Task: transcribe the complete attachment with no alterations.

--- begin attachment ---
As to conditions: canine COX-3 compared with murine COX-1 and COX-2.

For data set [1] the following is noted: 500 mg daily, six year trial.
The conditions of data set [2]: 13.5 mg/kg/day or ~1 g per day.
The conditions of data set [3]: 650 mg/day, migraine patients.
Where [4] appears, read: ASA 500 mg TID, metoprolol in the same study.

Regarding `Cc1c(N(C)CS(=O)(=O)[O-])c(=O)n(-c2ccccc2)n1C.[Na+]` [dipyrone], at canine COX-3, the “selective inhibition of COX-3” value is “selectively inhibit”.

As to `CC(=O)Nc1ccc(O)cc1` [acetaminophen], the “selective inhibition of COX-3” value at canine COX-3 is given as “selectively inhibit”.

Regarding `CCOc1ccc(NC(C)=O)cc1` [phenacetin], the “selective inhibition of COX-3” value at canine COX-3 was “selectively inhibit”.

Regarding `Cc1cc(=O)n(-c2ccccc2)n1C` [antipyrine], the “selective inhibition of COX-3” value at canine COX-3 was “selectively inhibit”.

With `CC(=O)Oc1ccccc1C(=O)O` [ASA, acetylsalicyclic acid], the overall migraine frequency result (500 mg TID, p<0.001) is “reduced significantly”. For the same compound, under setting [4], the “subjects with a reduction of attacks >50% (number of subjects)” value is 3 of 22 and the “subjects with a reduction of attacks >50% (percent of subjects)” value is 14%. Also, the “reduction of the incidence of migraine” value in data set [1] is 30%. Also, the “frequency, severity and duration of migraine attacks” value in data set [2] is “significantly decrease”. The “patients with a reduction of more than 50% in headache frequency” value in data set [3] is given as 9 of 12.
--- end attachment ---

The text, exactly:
As to conditions: canine COX-3 compared with murine COX-1 and COX-2.

For data set [1] the following is noted: 500 mg daily, six year trial.
The conditions of data set [2]: 13.5 mg/kg/day or ~1 g per day.
The conditions of data set [3]: 650 mg/day, migraine patients.
Where [4] appears, read: ASA 500 mg TID, metoprolol in the same study.

Regarding `Cc1c(N(C)CS(=O)(=O)[O-])c(=O)n(-c2ccccc2)n1C.[Na+]` [dipyrone], at canine COX-3, the “selective inhibition of COX-3” value is “selectively inhibit”.

As to `CC(=O)Nc1ccc(O)cc1` [acetaminophen], the “selective inhibition of COX-3” value at canine COX-3 is given as “selectively inhibit”.

Regarding `CCOc1ccc(NC(C)=O)cc1` [phenacetin], the “selective inhibition of COX-3” value at canine COX-3 was “selectively inhibit”.

Regarding `Cc1cc(=O)n(-c2ccccc2)n1C` [antipyrine], the “selective inhibition of COX-3” value at canine COX-3 was “selectively inhibit”.

With `CC(=O)Oc1ccccc1C(=O)O` [ASA, acetylsalicyclic acid], the overall migraine frequency result (500 mg TID, p<0.001) is “reduced significantly”. For the same compound, under setting [4], the “subjects with a reduction of attacks >50% (number of subjects)” value is 3 of 22 and the “subjects with a reduction of attacks >50% (percent of subjects)” value is 14%. Also, the “reduction of the incidence of migraine” value in data set [1] is 30%. Also, the “frequency, severity and duration of migraine attacks” value in data set [2] is “significantly decrease”. The “patients with a reduction of more than 50% in headache frequency” value in data set [3] is given as 9 of 12.